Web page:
You place two bets at the start of a blackjack game—a bet to beat the dealer and a side bet to win Perfect Pairs. Basically, you win if your first two cards are a pair of similar cards—say two queen of hearts (perfect pair), two red-color cards (colored pair) or a black and red card (mixed pair).
The payout for a mixed pair is 6:1. The return for a colored pair is 12 to 1 while a perfect pair earns you 25 to 1 or 30 to 1 at the best casinos. The beauty of perfect pairs is that you get the results after your first two cards. If they make up a pair, you get paid. If they don’t, you lose your wager and the game continues.
3. Vegas Strip Blackjack
Named after the six-kilometer stretch that hosts many of Las Vegas’ most lavish casinos, Vegas Strip Blackjack is incredibly popular online. The explanation is simple: this blackjack variant provides a lot of player-friendly rules.
For example, the dealer must stand on soft 17. This is good because if they were to hit and get a card of 2-4, they would more than likely seal a win against you. Another rule is that you can double down on any hand and split cards up to four times, including after you double down.
Many Blackjack variants allow you to double down once and to split cards once or twice. But with Vegas Strip, you can split 10-value cards even when they are of different faces—say a king and a queen. The only limits in splitting regards aces—you can only split aces once.
4. Spanish 21
Spanish 21 not only one of the most popular Blackjack variants out there but it’s a must-play game for all blackjack fans. It’s different from classic blackjack in that it has a deck with 48 and not 52 cards. It has a few player-friendly rules like a player’s natural blackjack beats that of the dealer. Traditionally, tying with the dealer for a blackjack is treated as a tie.
When it comes to splitting, you can split cards up to four times. This includes aces. What’s more, you can double down severally and even split more cards while at it. Surrendering is allowed but the game pays out at 1:1.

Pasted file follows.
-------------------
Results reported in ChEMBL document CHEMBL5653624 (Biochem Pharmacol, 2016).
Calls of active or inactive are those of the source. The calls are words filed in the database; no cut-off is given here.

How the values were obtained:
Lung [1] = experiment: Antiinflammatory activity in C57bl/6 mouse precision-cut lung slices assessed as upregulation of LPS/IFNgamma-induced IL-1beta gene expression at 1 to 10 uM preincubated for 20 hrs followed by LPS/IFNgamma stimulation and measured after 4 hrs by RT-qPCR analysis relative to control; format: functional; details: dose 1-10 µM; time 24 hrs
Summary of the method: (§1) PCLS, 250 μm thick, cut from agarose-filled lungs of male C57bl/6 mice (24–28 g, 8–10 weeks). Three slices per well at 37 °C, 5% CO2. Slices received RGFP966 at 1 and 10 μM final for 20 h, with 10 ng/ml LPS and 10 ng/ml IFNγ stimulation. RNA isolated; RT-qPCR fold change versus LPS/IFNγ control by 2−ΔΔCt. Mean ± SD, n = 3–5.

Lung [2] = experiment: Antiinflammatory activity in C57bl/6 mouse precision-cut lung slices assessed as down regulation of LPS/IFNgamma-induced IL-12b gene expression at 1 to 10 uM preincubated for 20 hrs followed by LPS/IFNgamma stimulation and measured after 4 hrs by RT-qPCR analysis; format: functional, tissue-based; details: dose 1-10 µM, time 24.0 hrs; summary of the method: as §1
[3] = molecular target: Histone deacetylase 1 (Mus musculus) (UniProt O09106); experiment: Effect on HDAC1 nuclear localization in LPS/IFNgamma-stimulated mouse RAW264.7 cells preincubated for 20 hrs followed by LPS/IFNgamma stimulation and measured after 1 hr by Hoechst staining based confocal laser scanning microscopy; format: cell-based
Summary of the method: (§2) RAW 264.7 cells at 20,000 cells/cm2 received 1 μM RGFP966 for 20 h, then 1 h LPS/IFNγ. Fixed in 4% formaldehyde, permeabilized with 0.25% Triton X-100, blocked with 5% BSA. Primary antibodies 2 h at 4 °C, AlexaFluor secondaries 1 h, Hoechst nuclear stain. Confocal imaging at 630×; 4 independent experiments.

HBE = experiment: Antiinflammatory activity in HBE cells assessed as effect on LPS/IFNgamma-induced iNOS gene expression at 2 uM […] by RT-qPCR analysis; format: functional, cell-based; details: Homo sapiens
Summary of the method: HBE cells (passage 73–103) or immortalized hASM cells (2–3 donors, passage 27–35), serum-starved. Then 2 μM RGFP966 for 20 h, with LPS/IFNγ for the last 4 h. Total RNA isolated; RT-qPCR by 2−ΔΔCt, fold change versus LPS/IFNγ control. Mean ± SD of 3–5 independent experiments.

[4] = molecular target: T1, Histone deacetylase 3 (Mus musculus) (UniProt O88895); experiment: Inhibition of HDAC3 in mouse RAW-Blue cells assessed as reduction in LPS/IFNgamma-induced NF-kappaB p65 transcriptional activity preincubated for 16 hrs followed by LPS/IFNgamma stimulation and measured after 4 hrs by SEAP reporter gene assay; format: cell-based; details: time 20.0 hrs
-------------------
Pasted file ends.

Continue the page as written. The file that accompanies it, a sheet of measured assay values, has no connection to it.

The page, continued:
However, Spanish 21 has bonuses that allow you get better payout ratios if you receive certain hands. For example, if a dealer’s visible card is a seven and you also get a pair of sevens, you can win up to $5000. To be clear, this is a bet you make at the start of a game, and a highly risky one.
5. Atlantic City Blackjack
Atlantic City Blackjack originated from—guess this—Atlantic City. It combines rules that benefit both the dealer and the player. The game uses a deck of 52 cards. And in the usual style, the dealer gets one card facing down and one card facing up. You also get two cards facing up.
But here’s the caveat. If the dealer’s up card is a ten or ace, he can peek on his other card facing down. That said, the dealer must stand on soft 17. For players, the rules include splitting cards only once but doubling down at any point.
You can also avoid a push if you have a natural blackjack and the dealer’s up card is an ace. It works out like a side-bet where you get paid at a ratio of 1:1. That said, you get paid at this ratio even if the dealer doesn’t get a blackjack.
There you have—five of the best blackjack variants out there. They all share one rule: the objective is to beat a dealer at getting a hand of 21. However, they differ in rules and payout ratios. Play each of the games and decide which one suits you the most.